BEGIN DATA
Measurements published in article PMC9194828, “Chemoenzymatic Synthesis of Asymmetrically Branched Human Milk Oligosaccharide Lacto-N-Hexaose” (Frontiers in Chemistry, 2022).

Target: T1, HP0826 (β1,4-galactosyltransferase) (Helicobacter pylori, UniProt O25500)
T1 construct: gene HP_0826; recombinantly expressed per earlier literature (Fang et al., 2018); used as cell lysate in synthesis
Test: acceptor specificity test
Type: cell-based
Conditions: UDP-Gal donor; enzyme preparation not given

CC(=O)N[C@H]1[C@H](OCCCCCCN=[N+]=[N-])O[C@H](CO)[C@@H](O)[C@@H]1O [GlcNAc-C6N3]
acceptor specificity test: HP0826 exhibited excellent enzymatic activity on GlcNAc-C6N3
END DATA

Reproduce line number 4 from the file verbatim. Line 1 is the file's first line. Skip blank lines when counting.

Test: acceptor specificity test